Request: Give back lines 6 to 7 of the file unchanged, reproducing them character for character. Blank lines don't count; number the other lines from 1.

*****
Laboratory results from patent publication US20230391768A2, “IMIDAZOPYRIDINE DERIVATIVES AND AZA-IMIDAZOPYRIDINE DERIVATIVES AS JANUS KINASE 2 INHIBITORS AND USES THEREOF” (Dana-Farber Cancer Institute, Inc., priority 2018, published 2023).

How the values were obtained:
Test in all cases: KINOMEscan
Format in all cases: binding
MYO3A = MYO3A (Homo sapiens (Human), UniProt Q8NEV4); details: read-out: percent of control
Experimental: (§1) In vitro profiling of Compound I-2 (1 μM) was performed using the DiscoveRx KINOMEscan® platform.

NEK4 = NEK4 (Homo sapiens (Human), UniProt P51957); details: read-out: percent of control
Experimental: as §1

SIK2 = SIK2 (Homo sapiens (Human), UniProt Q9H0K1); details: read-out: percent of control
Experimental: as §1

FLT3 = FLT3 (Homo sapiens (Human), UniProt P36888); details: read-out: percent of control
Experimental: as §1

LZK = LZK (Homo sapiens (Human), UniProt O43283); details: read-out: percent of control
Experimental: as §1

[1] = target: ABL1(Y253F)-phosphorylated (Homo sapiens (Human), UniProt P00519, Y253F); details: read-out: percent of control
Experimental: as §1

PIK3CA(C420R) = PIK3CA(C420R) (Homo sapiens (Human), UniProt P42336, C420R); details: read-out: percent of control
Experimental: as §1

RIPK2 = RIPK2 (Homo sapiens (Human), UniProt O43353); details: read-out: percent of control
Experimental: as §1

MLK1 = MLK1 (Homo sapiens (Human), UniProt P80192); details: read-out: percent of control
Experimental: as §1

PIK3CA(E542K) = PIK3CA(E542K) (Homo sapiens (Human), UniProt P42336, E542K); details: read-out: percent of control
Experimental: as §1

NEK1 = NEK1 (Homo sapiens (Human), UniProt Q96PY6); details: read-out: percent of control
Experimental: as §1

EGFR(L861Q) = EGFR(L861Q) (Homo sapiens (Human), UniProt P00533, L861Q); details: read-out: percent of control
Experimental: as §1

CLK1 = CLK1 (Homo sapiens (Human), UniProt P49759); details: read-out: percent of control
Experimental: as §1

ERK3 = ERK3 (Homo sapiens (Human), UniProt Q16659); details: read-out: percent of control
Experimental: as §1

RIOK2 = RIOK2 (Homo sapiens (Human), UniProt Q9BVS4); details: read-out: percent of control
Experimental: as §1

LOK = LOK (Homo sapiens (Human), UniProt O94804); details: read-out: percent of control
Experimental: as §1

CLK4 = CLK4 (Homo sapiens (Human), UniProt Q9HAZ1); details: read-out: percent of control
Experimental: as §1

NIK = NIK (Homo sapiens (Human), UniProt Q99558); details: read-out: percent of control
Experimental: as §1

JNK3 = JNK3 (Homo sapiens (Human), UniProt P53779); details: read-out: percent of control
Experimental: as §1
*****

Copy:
Experimental: (§1) In vitro profiling of Compound I-2 (1 μM) was performed using the DiscoveRx KINOMEscan® platform.

NEK4 = NEK4 (Homo sapiens (Human), UniProt P51957); details: read-out: percent of control